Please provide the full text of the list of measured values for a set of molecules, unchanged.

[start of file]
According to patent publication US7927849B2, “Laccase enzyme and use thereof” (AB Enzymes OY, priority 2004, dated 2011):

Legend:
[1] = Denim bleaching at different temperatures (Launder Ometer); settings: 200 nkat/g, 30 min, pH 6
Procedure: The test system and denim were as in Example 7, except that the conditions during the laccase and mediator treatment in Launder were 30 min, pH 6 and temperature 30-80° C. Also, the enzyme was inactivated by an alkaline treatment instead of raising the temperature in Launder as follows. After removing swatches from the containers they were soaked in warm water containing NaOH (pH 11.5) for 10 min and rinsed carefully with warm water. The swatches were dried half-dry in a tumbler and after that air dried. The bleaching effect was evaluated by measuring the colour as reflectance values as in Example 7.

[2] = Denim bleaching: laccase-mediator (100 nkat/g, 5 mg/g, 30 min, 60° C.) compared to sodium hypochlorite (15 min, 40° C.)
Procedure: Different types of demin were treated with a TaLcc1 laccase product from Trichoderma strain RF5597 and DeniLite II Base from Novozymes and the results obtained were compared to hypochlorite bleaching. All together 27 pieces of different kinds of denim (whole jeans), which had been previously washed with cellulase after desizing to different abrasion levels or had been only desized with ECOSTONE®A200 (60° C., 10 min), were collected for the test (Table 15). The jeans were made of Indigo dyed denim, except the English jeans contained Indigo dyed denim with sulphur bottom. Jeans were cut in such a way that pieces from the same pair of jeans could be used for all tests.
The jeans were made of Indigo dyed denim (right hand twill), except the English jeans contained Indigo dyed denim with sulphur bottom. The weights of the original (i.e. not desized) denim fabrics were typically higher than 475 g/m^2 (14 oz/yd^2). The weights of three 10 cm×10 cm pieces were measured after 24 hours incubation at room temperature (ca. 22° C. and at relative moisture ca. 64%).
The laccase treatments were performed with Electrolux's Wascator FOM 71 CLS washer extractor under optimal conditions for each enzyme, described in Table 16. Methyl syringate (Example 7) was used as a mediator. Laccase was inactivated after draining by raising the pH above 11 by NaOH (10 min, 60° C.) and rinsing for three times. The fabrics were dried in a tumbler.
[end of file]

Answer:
According to patent publication US7927849B2, “Laccase enzyme and use thereof” (AB Enzymes OY, priority 2004, dated 2011):

Legend:
[1] = Denim bleaching at different temperatures (Launder Ometer); settings: 200 nkat/g, 30 min, pH 6
Procedure: The test system and denim were as in Example 7, except that the conditions during the laccase and mediator treatment in Launder were 30 min, pH 6 and temperature 30-80° C. Also, the enzyme was inactivated by an alkaline treatment instead of raising the temperature in Launder as follows. After removing swatches from the containers they were soaked in warm water containing NaOH (pH 11.5) for 10 min and rinsed carefully with warm water. The swatches were dried half-dry in a tumbler and after that air dried. The bleaching effect was evaluated by measuring the colour as reflectance values as in Example 7.

[2] = Denim bleaching: laccase-mediator (100 nkat/g, 5 mg/g, 30 min, 60° C.) compared to sodium hypochlorite (15 min, 40° C.)
Procedure: Different types of demin were treated with a TaLcc1 laccase product from Trichoderma strain RF5597 and DeniLite II Base from Novozymes and the results obtained were compared to hypochlorite bleaching. All together 27 pieces of different kinds of denim (whole jeans), which had been previously washed with cellulase after desizing to different abrasion levels or had been only desized with ECOSTONE®A200 (60° C., 10 min), were collected for the test (Table 15). The jeans were made of Indigo dyed denim, except the English jeans contained Indigo dyed denim with sulphur bottom. Jeans were cut in such a way that pieces from the same pair of jeans could be used for all tests.
The jeans were made of Indigo dyed denim (right hand twill), except the English jeans contained Indigo dyed denim with sulphur bottom. The weights of the original (i.e. not desized) denim fabrics were typically higher than 475 g/m^2 (14 oz/yd^2). The weights of three 10 cm×10 cm pieces were measured after 24 hours incubation at room temperature (ca. 22° C. and at relative moisture ca. 64%).
The laccase treatments were performed with Electrolux's Wascator FOM 71 CLS washer extractor under optimal conditions for each enzyme, described in Table 16. Methyl syringate (Example 7) was used as a mediator. Laccase was inactivated after draining by raising the pH above 11 by NaOH (10 min, 60° C.) and rinsing for three times. The fabrics were dried in a tumbler.